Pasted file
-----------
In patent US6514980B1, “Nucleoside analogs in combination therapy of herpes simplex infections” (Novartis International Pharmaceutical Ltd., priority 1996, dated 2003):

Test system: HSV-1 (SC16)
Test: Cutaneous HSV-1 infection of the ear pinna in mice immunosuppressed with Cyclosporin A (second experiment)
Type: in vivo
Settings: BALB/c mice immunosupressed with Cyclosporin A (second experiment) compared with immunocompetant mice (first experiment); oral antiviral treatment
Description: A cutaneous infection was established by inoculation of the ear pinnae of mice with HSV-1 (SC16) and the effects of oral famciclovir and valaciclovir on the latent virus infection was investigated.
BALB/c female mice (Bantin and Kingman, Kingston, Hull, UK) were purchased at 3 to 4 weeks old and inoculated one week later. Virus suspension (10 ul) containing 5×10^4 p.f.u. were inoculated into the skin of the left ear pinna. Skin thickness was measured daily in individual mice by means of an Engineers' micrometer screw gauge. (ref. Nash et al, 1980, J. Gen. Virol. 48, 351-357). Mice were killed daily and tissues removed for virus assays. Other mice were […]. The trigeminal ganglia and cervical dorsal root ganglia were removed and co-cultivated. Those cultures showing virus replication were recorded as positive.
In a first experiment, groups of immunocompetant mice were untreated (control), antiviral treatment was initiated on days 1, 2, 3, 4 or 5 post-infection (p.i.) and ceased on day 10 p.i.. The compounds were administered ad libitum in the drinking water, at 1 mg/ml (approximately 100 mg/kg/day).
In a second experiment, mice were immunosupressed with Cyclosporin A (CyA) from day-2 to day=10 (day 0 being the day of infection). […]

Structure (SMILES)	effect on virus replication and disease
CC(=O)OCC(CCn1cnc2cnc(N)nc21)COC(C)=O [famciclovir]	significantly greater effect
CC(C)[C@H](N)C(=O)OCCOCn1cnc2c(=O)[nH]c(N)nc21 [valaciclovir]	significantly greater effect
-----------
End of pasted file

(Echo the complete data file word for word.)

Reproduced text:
In patent US6514980B1, “Nucleoside analogs in combination therapy of herpes simplex infections” (Novartis International Pharmaceutical Ltd., priority 1996, dated 2003):

Test system: HSV-1 (SC16)
Test: Cutaneous HSV-1 infection of the ear pinna in mice immunosuppressed with Cyclosporin A (second experiment)
Type: in vivo
Settings: BALB/c mice immunosupressed with Cyclosporin A (second experiment) compared with immunocompetant mice (first experiment); oral antiviral treatment
Description: A cutaneous infection was established by inoculation of the ear pinnae of mice with HSV-1 (SC16) and the effects of oral famciclovir and valaciclovir on the latent virus infection was investigated.
BALB/c female mice (Bantin and Kingman, Kingston, Hull, UK) were purchased at 3 to 4 weeks old and inoculated one week later. Virus suspension (10 ul) containing 5×10^4 p.f.u. were inoculated into the skin of the left ear pinna. Skin thickness was measured daily in individual mice by means of an Engineers' micrometer screw gauge. (ref. Nash et al, 1980, J. Gen. Virol. 48, 351-357). Mice were killed daily and tissues removed for virus assays. Other mice were […]. The trigeminal ganglia and cervical dorsal root ganglia were removed and co-cultivated. Those cultures showing virus replication were recorded as positive.
In a first experiment, groups of immunocompetant mice were untreated (control), antiviral treatment was initiated on days 1, 2, 3, 4 or 5 post-infection (p.i.) and ceased on day 10 p.i.. The compounds were administered ad libitum in the drinking water, at 1 mg/ml (approximately 100 mg/kg/day).
In a second experiment, mice were immunosupressed with Cyclosporin A (CyA) from day-2 to day=10 (day 0 being the day of infection). […]

Structure (SMILES)	effect on virus replication and disease
CC(=O)OCC(CCn1cnc2cnc(N)nc21)COC(C)=O [famciclovir]	significantly greater effect
CC(C)[C@H](N)C(=O)OCCOCn1cnc2c(=O)[nH]c(N)nc21 [valaciclovir]	significantly greater effect